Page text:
As the hussars advanced, the Tartars attempted to clip their wings with another arrow storm. The armor of the hussars however provided better protection than the cossacks had enjoyed, and the arrows did little damage. Realizing his own light cavalry couldn't stand up to the Polish elite, Kazazian Beg led his own bodyguard against them.
The thunderous clash was followed by an intense do-or-die struggle. Surprisingly, (actually, luckily - some great dice throws!) the Turks didn't just held their own; they actually gave better than they took. But, just as the Poles could not break them, they could not break the Poles!
The fight continued, with the Polish and German infantry closing in, hoping yet to play a role in the victorious push, should the Turks give way. Kazazian Beg himself fell in the struggle, but still, his men got the better of the overall contest.
The hussars had now sustained heavy losses, and their line was showing signs of strain. Hetman Nowak recognized there was no way through, and called for his men to fall back, relying on his supporting infantry and the proximity of darkness to deter any pursuit.
With nightfall approaching, the Turks were content, for now at least, to hold the field, and gather up the body of their fallen leader.
The forces of the Polish-Lithuanian Commonwealth received a nasty shock as they approached Bratworst village - the road ahead was blocked by Tartar and Turkish cavalry.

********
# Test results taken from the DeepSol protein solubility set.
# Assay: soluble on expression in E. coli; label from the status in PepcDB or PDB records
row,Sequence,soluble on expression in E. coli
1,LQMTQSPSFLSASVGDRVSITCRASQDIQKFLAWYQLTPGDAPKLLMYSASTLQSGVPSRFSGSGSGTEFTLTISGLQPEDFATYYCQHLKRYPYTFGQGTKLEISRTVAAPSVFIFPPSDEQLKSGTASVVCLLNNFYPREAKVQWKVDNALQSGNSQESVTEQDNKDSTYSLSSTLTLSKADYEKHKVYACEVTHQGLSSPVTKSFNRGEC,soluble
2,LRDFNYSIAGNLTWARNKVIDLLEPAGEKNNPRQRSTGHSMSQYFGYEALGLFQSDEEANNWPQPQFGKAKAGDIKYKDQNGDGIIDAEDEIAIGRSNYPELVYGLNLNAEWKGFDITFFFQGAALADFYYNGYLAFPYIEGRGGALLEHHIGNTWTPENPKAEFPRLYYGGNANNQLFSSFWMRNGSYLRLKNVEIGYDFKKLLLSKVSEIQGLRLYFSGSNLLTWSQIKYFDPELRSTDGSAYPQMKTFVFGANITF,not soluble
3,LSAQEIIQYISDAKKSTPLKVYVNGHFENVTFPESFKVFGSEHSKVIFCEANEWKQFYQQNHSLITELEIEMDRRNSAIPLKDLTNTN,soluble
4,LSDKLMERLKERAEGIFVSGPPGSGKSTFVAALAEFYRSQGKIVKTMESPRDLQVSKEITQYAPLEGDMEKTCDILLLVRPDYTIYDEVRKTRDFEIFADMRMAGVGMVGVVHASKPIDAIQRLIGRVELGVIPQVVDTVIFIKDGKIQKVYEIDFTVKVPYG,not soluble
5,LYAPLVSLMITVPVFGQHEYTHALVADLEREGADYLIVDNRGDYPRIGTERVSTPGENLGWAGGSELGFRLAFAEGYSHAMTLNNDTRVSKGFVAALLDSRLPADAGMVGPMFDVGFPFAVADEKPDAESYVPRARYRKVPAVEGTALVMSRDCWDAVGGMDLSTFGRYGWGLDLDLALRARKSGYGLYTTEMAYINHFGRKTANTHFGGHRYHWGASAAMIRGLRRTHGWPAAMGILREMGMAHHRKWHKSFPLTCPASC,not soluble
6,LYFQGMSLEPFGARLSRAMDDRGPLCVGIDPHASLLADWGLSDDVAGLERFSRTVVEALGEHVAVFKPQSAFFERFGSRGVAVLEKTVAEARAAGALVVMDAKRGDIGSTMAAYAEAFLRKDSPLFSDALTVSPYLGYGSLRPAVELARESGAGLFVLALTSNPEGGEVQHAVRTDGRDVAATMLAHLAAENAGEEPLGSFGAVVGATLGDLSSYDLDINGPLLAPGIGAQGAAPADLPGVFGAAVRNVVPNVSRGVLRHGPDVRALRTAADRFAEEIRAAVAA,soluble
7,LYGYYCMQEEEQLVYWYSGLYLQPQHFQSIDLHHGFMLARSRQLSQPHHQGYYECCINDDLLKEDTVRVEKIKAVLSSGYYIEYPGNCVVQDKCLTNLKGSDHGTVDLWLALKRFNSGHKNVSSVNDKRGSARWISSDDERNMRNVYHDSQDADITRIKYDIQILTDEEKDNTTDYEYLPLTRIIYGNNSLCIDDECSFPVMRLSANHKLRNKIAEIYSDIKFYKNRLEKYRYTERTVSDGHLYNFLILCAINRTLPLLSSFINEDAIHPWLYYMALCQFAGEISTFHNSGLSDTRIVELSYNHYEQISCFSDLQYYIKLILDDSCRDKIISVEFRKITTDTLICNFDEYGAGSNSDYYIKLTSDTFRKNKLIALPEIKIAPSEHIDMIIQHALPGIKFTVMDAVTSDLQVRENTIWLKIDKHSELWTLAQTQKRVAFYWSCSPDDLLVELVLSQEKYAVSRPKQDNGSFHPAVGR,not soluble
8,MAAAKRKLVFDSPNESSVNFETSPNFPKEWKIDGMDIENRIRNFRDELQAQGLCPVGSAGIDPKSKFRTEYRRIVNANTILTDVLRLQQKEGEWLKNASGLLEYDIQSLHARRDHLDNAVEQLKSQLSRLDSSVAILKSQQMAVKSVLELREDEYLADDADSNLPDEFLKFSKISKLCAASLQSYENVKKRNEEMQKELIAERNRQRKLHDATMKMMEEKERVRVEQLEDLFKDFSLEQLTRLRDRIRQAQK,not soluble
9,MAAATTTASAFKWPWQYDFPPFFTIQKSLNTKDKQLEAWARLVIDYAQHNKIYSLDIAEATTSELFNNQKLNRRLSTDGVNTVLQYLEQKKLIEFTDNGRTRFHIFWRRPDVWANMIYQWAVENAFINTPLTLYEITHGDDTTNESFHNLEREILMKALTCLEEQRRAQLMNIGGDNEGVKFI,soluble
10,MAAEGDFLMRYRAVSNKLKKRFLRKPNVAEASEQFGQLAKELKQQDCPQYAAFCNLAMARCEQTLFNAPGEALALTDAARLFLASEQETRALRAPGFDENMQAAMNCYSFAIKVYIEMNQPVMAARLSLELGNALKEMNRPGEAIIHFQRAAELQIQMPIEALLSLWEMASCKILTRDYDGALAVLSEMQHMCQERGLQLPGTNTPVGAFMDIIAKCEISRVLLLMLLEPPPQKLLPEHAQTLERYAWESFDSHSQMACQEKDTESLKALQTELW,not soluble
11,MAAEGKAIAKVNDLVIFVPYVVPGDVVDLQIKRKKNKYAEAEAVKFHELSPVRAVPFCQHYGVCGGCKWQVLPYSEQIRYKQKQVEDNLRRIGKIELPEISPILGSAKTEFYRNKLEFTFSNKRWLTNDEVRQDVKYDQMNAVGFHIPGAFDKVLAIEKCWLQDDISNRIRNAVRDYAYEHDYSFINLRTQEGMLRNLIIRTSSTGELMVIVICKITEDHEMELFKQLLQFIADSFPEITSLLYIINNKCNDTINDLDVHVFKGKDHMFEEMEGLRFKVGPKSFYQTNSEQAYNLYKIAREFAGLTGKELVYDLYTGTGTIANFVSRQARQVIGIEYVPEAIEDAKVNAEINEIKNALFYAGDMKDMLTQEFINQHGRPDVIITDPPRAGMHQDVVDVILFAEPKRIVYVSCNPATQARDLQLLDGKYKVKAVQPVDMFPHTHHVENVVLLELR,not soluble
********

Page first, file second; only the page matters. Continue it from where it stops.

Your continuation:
The Zaporozhian Cossacks at the head of the column hastened to deploy for battle, the Tartars began to pepper them with arrows. In an effort to clear some space, a small group of Cossack horsemen rode out to challenge the Tartars. Outnumbered, they were driven back, with the Tartars in hot pursuit. After a brief but desparate struggle, the full cossack contingent was able to see off the Tartars, but they themselves had taken such heavy losses that they were forced to withdraw from the field.
The Cossack's struggle however had brought time for the Poles (right flank) and their German allies (left flank) to enter the field. As the Tartars regrouped at a safe distance, closely supported by Kazazian Beg and his sipahi, the Poles and their allies deployed for a final rush on the village.
At this time, the Turkish outflanking force also arrived, further boosting Turkish numbers north of the stream.
Time was running out for Hetman Nowak! (To be continued........)
The opening battle of this year's Pike and Shot Tournament saw forces of the Polish-Lithuanian Commonwealth under the command of Hetman Wlodzislow Nowak collide with Ottoman Turks under the command of Kazazian Beg, as both endeavored to occupy and secure Bratworst Village as a base for their future operations.
Blessed by his superiority in light cavalry, and some successful espionage, Kazazian Beg had learned that a Polish force was on its way to secure the village, and was aware of the possibility that he might have a fight on his hands. Hetman Nowak had no such knowledge, which showed in the lack of urgency in his progress.